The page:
Xenia Von Wedel from SocialRadius recently did a Q&A with CEO Interview Elie Auvray, to get a feeling what the Adobe / Day Software means for the Content Management market in general, and for Jahia in particular and decided to share her interview with our readers. Thanks Xenia!
Xenia Von Wedel: The announced Adobe acquisition of Day Software, a WCM competitor of yours, strikes us as a bit odd. What does WCM have to do with graphics tools?
Elie Auvray: First of all, I would like to congratulate the Day team for an outstanding deal. It is also a great recognition of the value provided by next-generation WCMs, so we at Jahia are happy about that as well.
The acquisition makes sense for Adobe, as it allows them to cover the whole value chain from content creation to its management and publication across any channel. Day will be the framework Adobe lacked for their enterprise offerings.
Xenia Von Wedel: They say that “Day customers will be able to leverage more interactive application and document capabilities from Adobe® AIR®, Adobe® Flash®, Flex, Adobe® LiveCycle® and PDF” – can’t they do that with Jahia as well?
Elie Auvray: Yes, a number of our customers already integrated some of Adobe’s flagship products with Jahia. Even through Adobe products aren’t open source, they are very interoperable – if they weren’t nobody would use them.
Xenia Von Wedel: Will the acquisition give Day a competitive advantage over Jahia?
Elie Auvray: No. Once the acquisition by Adobe is approved by authorities, Day will be even more focused on what they call the “Customer Experience Platform”, which is but one facet of Jahia’s offerings. Our mission is to unite and present content, no matter where it comes from and no matter what’s its type. Therefore Jahia will still be the vendor of choice for customers who need to tie all their content together with a sophisticated front-end solution that makes all their information silos work together, smoothly. That is very different from the mission of the now Adobe-controlled “Customer Experience Platform”. Jahia will continue to champion robust open source standards and frameworks, such as the Apache foundation. We hope that Day will continue to contribute to these frameworks, but Adobe, quite frankly, hasn’t been the best promoter of standards in our industry, aside from their own.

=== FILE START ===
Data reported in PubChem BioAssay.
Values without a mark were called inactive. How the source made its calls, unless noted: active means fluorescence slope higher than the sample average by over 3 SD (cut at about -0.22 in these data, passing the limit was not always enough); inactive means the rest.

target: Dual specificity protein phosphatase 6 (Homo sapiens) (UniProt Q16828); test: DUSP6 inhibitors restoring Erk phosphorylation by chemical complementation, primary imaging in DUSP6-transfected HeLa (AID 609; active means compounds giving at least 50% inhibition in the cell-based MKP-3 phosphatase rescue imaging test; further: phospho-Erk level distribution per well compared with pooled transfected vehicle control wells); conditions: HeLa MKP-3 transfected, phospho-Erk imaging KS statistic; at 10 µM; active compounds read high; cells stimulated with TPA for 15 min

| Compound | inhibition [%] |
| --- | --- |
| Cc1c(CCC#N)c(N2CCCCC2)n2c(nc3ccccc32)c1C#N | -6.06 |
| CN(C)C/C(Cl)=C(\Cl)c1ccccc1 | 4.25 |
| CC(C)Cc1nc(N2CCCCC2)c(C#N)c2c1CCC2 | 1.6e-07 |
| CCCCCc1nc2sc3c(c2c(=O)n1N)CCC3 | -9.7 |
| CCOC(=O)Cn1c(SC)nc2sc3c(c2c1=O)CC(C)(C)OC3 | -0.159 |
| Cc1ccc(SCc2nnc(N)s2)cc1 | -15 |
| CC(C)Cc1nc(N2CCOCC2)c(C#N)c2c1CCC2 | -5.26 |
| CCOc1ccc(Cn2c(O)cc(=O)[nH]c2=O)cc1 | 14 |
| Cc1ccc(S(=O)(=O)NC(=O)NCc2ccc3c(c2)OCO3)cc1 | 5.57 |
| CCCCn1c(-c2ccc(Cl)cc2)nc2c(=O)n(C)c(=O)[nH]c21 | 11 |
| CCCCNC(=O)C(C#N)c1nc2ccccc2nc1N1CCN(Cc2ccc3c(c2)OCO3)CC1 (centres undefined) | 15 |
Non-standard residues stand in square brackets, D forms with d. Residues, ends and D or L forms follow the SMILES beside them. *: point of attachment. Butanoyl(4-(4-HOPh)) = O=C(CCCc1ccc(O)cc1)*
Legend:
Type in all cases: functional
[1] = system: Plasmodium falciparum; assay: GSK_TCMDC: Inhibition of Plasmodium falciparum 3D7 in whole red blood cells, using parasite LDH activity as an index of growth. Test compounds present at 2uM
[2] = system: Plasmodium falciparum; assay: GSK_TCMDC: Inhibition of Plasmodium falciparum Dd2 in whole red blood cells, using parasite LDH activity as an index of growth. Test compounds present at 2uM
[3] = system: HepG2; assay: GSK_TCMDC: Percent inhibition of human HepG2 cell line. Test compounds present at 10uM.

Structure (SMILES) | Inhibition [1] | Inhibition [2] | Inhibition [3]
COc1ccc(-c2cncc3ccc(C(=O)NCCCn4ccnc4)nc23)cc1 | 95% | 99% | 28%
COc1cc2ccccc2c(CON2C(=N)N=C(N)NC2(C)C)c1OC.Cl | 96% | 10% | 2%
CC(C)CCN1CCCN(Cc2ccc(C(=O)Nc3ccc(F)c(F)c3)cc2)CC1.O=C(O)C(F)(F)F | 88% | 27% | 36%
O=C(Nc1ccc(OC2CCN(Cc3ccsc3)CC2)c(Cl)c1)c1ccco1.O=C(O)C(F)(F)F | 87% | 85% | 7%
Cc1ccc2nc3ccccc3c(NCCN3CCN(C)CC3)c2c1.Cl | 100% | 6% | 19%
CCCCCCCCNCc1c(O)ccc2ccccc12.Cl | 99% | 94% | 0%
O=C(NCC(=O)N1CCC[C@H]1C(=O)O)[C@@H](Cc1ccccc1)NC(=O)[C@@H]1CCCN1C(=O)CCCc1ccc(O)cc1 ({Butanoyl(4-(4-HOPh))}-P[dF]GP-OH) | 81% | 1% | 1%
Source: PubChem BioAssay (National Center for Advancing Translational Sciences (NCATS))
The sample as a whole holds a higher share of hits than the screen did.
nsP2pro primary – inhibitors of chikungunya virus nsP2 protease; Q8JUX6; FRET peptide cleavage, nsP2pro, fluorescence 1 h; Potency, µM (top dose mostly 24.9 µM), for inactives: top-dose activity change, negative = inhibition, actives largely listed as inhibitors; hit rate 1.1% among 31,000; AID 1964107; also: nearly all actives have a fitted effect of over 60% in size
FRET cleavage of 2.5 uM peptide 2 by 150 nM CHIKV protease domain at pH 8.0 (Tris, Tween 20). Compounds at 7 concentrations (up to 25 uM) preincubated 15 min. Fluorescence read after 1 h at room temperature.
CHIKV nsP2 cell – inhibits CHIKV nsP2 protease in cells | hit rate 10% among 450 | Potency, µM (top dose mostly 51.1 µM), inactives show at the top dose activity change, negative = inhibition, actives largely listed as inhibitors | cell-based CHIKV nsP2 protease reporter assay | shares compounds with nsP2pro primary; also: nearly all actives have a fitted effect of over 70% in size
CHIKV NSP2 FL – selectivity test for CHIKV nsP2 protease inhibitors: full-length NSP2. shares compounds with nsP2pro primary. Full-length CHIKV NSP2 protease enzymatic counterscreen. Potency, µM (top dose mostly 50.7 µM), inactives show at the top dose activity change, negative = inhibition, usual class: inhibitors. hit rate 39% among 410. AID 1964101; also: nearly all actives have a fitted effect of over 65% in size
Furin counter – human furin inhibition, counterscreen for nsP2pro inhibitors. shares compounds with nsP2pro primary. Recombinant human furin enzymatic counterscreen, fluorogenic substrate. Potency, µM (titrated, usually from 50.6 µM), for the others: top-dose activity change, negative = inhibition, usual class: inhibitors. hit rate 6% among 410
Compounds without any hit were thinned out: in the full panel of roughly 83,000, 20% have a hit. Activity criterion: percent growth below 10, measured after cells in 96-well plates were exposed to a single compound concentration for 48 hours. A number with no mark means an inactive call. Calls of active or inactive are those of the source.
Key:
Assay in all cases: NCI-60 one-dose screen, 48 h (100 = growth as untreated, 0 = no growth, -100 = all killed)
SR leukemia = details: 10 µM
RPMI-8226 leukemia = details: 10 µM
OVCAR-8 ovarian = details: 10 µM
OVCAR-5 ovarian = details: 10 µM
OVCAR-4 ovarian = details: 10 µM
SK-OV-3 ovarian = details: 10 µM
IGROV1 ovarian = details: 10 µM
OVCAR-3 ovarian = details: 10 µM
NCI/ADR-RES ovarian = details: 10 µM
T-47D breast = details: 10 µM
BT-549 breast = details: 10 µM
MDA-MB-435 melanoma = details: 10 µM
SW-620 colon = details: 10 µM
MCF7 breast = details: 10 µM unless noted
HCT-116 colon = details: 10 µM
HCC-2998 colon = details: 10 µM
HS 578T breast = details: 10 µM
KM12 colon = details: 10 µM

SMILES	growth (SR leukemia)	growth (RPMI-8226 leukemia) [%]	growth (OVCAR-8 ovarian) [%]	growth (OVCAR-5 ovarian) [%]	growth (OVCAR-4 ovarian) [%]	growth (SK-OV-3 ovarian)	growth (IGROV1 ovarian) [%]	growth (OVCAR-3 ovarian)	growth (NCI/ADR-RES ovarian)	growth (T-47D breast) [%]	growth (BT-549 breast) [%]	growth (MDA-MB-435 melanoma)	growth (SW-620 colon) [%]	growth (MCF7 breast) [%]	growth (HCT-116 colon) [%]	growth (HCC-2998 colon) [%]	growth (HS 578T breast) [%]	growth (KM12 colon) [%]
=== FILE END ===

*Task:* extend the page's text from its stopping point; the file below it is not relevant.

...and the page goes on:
Xenia Von Wedel: How do you think the acquisition will influence the content management market in general?
Elie Auvray: For the casual observer, it could seem that this acquisition is simply in line with the consolidation recent trends, starting with EMC-Documentum, then Open Text-Vignette and Autonomy-Interwoven – not to mention a myriad of smaller or more technology-oriented acquisitions.
But the Adobe-Day acquisition is unique in that it polarizes the market even more and, at the same time, it commoditizes so-called ECM solutions: By making Day the backbone of its content value chain (from creation to management and delivery) as opposed to Alfresco – which seemed the logical choice considering Alfresco’s OEM relationship with Adobe – Adobe validates that Content repositories are the new commodities, and that what really matters is the tools and composite applications that are capable of being repository-agnostic.
That is very good news for Jahia, as we’ve hammered that message since our inception. It’s not good news for pure document-centric vendors that built their entire core around more limited content types, such as documents and records.
I remember that John Newton, CTO of Alfresco, said at the 2009 Boston Gilbane Conference that “a WCM can live without a DMS but a DMS cannot live without a WCM”. Adobe’s move affirms the wisdom of that comment.
Xenia Von Wedel: What’s the relationship status between WCM and ECM?